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Everything you need to know about the monkeypox vaccines

Three vaccines might help tackle the global outbreak. But can we rely on them—or even get hold of them?

ampules of mokeypox vaccine
Sven Hoppe/picture-alliance/dpa/AP Images

Tech Review Explains: where our writers untangle the complex, messy world of technology to help you better understand the world we live in—and what comes next.

The global outbreak of monkeypox has so far led to more than 24,000 cases in over 80 countries, and the World Health Organization has warned that the window of opportunity to contain the disease and prevent it from becoming endemic outside Africa is rapidly closing. Vaccines represent a potentially crucial measure.

Monkeypox vaccines are already being deployed around the world, and news reports have described a “scramble” as countries desperately try to secure some of the limited number of available doses. There are concerns that poorer nations will go without. At the same time, there’s a lot we don’t know about how effective the vaccines are even likely to be. We spoke to vaccine manufacturers, virologists, and epidemiologists to get answers to the most urgent questions.

What are the vaccines?

Three vaccines are being considered to tackle the current global outbreak. All three were developed as smallpox vaccines. Only one is licensed for monkeypox by the US Food and Drug Administration: a vaccine called MVA-BN, or Jynneos in the US.

Another of the vaccines, ACAM2000, is licensed by the FDA for smallpox but may be used for monkeypox with the submission of extra forms. The third vaccine being considered is LC16m8, which is licensed for smallpox in Japan.

Which vaccine is best?

The Jynneos vaccine is considered to be the safest, so it will most likely be the vaccine of choice in most regions, says Dorota Kmiec, research group leader at the Institute of Molecular Virology in Ulm, Germany. It contains a form of a virus related to smallpox, called vaccinia. The form of the virus in the vaccine is not able to replicate in the body, so it doesn’t seem to be able to make people sick.

By contrast, ACAM2000 and LC16m8 both contain a form of the vaccinia virus that is able to replicate in the body to some degree. This means that they have the potential to make people unwell. These vaccines are not recommended for people who have, or live with others who have, weak immune systems.

The ACAM2000 vaccine is delivered via a needle that works by scratching the surface of the skin and creating a wound that takes weeks to heal. This wound eventually forms a scab and can shed virus, so it must be properly cared for. Jynneos, on the other hand, is delivered via an injection under the skin, in two doses, and doesn’t form a scab.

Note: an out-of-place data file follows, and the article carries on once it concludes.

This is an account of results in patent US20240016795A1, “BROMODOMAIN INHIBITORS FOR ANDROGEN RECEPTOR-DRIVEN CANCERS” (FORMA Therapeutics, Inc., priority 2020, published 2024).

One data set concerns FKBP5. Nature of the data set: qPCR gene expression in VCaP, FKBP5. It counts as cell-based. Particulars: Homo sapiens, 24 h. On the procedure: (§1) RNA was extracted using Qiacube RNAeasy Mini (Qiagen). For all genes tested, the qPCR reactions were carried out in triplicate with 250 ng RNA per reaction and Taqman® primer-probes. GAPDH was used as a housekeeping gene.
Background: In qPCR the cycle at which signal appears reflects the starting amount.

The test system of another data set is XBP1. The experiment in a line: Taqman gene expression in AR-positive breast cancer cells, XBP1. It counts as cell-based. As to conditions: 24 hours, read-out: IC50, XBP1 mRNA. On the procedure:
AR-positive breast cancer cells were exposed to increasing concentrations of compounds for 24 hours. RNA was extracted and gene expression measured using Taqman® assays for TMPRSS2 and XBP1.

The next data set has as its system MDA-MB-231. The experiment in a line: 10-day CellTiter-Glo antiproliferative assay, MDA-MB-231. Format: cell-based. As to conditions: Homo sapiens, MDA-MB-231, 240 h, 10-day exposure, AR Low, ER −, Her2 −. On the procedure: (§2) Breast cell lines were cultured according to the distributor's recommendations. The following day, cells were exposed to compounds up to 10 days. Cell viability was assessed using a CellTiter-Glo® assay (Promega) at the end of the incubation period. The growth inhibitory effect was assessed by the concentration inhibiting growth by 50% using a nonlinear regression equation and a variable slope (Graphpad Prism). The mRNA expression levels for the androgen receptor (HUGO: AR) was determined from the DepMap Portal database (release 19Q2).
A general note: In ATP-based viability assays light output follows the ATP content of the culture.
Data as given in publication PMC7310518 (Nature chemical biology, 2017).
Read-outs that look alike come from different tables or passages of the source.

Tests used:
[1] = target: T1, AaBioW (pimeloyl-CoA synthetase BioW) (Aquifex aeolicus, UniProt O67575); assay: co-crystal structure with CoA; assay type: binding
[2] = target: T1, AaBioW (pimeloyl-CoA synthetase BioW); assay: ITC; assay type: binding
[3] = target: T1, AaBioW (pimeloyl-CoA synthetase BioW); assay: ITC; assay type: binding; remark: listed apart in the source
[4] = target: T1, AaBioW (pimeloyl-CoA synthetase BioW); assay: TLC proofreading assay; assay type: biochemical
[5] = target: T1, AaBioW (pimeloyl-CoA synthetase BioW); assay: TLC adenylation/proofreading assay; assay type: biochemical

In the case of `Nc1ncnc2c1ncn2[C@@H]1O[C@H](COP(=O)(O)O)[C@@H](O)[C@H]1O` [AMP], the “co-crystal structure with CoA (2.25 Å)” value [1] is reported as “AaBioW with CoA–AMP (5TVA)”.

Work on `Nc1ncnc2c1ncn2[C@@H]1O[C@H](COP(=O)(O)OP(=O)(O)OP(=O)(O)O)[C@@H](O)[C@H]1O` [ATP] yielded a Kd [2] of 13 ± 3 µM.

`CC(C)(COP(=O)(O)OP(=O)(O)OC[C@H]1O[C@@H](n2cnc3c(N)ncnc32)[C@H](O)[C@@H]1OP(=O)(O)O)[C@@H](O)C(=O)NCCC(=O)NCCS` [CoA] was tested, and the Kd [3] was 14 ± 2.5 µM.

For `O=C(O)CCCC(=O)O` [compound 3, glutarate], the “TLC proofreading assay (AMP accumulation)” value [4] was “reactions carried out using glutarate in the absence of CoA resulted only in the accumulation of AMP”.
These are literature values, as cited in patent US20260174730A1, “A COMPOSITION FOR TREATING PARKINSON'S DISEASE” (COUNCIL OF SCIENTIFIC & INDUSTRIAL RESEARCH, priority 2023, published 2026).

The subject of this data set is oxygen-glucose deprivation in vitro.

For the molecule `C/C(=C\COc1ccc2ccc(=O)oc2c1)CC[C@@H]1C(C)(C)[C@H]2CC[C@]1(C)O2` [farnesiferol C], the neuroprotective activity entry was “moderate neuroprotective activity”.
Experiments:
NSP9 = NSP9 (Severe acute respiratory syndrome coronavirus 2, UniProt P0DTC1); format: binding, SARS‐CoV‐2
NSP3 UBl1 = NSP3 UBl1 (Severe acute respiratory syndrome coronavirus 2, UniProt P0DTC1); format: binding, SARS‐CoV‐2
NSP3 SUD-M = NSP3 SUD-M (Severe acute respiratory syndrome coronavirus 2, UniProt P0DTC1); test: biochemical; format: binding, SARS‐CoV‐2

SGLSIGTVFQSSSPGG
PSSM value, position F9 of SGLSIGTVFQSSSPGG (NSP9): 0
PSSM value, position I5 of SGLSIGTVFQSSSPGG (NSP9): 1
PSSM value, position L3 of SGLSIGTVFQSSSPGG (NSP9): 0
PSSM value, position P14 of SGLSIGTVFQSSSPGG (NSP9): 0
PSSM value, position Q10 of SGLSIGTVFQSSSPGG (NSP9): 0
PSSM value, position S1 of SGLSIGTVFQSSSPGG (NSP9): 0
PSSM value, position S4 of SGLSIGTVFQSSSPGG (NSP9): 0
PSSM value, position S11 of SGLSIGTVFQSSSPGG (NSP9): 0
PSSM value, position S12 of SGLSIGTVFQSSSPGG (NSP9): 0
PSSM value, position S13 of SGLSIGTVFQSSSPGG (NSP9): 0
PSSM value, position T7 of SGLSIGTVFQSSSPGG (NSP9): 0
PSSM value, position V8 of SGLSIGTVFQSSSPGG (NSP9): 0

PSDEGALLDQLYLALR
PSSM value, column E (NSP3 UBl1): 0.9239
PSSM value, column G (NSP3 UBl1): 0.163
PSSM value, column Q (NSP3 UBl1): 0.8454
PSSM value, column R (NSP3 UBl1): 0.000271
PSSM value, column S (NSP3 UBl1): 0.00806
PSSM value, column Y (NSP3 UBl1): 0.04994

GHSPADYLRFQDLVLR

Why are smallpox vaccines being considered for monkeypox?

Both smallpox and monkeypox are poxviruses. Poxviruses are similar, and historically, some have been used to protect people against more dangerous viruses in the same family.

Smallpox and monkeypox do have plenty in common. At the genetic level, the two viruses are “85% identical,” says Jason Mercer, a pox virologist at the University of Birmingham. Both can cause a distinctive rash of “pustules” on the skin, which eventually form scabs.

But there are key differences. Generally, monkeypox causes a less severe illness. While smallpox is thought to affect only humans, monkeypox can infect animals, which can act as “reservoirs” from which the virus can pass to humans. Monkeypox is so named because it was first spotted in monkeys, but it usually infects rodents.

Countries no longer routinely vaccinate against smallpox. Is that why we’re seeing a monkeypox outbreak now?

Possibly. Scientists speculate that the end of widespread smallpox vaccination in the 1970s may have contributed to today’s outbreak. 

“Since smallpox vaccination was stopped, the frequency and size of monkeypox outbreaks in both endemic and non-endemic countries has increased every decade,” says Mercer. “[There is] a worldwide population of individuals under 50 years old that are susceptible to infection with poxviruses.”

Will the smallpox vaccines protect against monkeypox?

They are expected to. If the end of mass smallpox vaccination has contributed to current monkeypox outbreaks, that suggests that smallpox vaccines of the past provided long-lasting protection against monkeypox, too.

Heinz Weidenthaler, vice president of clinical strategy at Bavarian Nordic, the company that makes the Jynneos vaccine, says he expects one dose to provide good protection that lasts for at least two years, based on the immune response to the vaccine observed in safety studies.

But no one can say for sure. Jynneos was developed after the eradication of smallpox. It has been tested against poxviruses, including monkeypox, in small numbers of mice, monkeys, and prairie dogs. But it has not been trialed in people who have, or are at risk for, monkeypox. Instead, the company has measured the immune response generated by the vaccine in healthy volunteers and compared it with the result for an older smallpox vaccine. Previous outbreaks of the disease have been too sporadic to conduct a controlled trial, says Weidenthaler. “The only data we have on efficacy is from animal models,” he says.